One of the biggest challenges facing the candidates in the European Parliament elections in May is how to convince people to use their right to vote in the elections. The elections in 2014 did not show a good precedent: only 42,54% of the people casted their vote in all the EU28 states. Only 28% of young people (18-24 years old) voted in the previous elections. The statistics of young voters look the grimmest in the relatively new member states, such as Slovakia (6%) and Croatia (13%). On the other hand many other member states do not have much to be proud of either when it comes to young people’s voting activity. For example, in Finland the turnover was only 10% in the age group of 18-24. These numbers must change if the EU wishes to improve its “democratic deficit” and include young people in the decision-making process. The EU must also do its utmost to avoid the same situation that the United Kingdom is facing in the aftermath of the 2016 EU referendum.
Brexit is a textbook example of what happens when young people either do not have the right to participate in decision making or simply feel that their voice is not heard. In the 2016 Brexit referendum 71% of all the 18-24 year old voters voted to remain in the Union. As a comparison, out of voters in the age group of 50-64 only 40% voted to remain. Yet, it is the young people that will suffer the most when the United Kingdom leaves the Union. It has been speculated whether the tight outcome of the referendum would have been different had the voting age been lower. This will never be known for sure. What is for sure is that short sighted national politics will result in severe difficulties and it is the young people, not only in Britain but everywhere else in Europe, who will pay the highest price of Britain leaving the EU.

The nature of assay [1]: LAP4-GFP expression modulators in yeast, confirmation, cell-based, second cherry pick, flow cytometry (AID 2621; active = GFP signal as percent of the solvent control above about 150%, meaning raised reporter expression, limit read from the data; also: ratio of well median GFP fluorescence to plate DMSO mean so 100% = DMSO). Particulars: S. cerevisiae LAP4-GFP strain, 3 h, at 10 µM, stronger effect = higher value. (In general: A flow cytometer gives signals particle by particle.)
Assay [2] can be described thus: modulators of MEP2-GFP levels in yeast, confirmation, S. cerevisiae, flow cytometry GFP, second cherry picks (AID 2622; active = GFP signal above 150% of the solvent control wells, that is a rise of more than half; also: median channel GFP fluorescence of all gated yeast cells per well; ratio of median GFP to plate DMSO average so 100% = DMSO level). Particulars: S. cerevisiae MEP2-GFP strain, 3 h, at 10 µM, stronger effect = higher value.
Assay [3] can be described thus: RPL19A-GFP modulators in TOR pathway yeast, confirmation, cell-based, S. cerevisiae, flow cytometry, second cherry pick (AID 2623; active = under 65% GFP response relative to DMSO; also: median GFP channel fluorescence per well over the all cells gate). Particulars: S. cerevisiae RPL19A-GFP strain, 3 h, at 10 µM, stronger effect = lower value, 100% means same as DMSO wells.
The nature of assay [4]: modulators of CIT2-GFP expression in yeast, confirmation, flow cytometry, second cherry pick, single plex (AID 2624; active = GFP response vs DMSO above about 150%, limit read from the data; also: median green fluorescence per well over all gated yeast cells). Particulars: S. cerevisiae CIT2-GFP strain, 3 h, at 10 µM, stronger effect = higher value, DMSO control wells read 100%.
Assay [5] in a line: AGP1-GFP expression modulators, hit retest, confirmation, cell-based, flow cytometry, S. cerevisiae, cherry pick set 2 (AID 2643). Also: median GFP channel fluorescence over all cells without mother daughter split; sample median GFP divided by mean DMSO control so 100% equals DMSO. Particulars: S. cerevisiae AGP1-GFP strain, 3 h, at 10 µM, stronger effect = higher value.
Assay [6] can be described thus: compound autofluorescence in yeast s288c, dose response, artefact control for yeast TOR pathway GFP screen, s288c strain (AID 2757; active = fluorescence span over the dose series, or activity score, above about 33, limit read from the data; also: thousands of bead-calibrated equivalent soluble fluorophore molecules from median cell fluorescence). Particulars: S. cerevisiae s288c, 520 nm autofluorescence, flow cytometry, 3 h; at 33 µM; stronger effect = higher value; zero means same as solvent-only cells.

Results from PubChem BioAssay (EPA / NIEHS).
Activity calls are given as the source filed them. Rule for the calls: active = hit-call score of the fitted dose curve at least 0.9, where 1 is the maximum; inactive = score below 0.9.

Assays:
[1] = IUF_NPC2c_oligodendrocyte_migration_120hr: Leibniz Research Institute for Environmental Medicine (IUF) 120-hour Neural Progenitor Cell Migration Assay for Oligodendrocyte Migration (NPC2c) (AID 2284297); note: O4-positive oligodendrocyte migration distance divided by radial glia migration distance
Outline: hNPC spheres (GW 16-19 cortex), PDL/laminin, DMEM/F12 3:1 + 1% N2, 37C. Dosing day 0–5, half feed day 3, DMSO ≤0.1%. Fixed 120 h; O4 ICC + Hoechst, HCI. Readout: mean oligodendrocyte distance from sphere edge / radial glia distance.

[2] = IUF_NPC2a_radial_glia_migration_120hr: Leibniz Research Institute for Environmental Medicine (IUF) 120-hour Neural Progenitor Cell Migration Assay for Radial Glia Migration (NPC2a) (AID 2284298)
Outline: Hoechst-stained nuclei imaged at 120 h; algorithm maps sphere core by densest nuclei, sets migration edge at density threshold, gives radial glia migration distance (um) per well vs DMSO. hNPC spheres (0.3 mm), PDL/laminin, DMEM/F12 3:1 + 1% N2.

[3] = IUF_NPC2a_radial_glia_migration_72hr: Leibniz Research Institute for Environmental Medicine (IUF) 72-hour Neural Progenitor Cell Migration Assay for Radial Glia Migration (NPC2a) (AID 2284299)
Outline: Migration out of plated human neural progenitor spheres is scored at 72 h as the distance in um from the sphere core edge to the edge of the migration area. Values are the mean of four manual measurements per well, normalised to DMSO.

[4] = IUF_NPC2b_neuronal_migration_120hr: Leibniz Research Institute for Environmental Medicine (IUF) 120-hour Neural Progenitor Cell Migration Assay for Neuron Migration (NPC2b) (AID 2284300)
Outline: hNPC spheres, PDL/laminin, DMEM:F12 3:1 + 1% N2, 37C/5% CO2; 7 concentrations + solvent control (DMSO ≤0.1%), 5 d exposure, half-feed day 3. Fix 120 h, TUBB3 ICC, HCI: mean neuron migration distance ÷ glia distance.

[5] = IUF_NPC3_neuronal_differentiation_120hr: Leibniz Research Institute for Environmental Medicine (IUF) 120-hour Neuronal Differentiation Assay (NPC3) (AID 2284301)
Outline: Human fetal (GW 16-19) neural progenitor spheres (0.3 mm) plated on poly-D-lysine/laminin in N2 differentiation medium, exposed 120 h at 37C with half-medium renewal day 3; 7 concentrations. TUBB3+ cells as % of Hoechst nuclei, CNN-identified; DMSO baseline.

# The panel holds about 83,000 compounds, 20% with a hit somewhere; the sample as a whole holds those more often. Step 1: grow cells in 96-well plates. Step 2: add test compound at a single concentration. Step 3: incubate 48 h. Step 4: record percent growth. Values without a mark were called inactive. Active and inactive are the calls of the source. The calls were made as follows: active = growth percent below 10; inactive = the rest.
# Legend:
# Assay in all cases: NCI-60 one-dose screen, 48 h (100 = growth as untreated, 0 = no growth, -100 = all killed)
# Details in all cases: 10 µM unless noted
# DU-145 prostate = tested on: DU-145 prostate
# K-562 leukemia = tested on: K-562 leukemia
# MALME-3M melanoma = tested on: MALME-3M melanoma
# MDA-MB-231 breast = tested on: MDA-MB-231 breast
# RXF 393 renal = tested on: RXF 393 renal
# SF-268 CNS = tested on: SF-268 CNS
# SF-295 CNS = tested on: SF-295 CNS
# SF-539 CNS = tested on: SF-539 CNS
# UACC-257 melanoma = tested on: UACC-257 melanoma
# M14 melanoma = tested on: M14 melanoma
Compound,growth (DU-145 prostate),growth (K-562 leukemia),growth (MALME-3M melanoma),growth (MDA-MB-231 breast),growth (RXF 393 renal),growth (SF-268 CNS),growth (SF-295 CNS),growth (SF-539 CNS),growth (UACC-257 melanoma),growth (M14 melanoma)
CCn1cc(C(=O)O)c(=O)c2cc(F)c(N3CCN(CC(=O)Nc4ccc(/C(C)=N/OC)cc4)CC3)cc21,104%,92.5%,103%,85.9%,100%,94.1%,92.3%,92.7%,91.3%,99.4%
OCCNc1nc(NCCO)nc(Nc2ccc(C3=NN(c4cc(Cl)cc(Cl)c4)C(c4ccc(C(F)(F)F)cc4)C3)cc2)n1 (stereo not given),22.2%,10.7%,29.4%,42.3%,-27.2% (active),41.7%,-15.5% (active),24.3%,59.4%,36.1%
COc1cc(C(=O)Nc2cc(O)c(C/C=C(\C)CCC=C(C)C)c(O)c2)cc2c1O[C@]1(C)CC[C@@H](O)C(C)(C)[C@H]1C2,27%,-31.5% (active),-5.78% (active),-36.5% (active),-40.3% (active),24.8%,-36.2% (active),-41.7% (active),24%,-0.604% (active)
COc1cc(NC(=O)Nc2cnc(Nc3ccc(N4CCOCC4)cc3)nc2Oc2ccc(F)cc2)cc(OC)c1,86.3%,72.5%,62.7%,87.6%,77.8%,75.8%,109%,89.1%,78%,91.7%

Political decisions have a huge impact on young generations, their future and possibilities in life, as Brexit has shown. Young people have a voice and they should have the right to use it also in elections. Klikkaa ja Twiittaa
Brexit has shown that there is a need for real change in the EU democracy. Young people are used to the freedoms that the EU provides, but as we can see in the election statistics the Union feels like a distant organisation that has no direct effect in their lives. Education and social media campaigns are important but only useful to a certain extent. One concrete way to improve youth participation in the EU would be to lower the voting age in the EU elections. At the moment the voting age is 18 years in all member states expect for Austria where it has been lowered to 16. Having the right to use one’s vote already in young age could encourage people to vote later in their lives as well. Mystifying voting and making it a business of “mature adults” is not the answer for the democratic crisis in the EU. Political decisions have a huge impact on young generations, their future and possibilities in life, as Brexit has shown. Young people have a voice and they should have the right to use it also in elections.
Lowering the voting age would not be the sole answer on how to improve the turnover in the European Parliament elections. It would however be a step in the right direction of including a more diverse range of people in the decision-making process. Lowering the voting age would require changing the EU election law and getting an approval of the qualified majority of the member states in the Council. The European Parliament is already in favour of the change. What is needed now is a broad support from the civil society, ideally not only from youth organisations but also from political parties, civil organisations and individual politicians.
If Brexit has a silver lining, I sincerely hope it is that young people all over Europe see that they have a voice and that their voice matters – but only when it is used. European Union can and must be criticised and the best way to demand for better politics is to vote in the elections.
TEXT Heljä Ossa
The author has a Master’s Degree in International Relation and has specialised in European security and defence politics. She currently lives and works in London.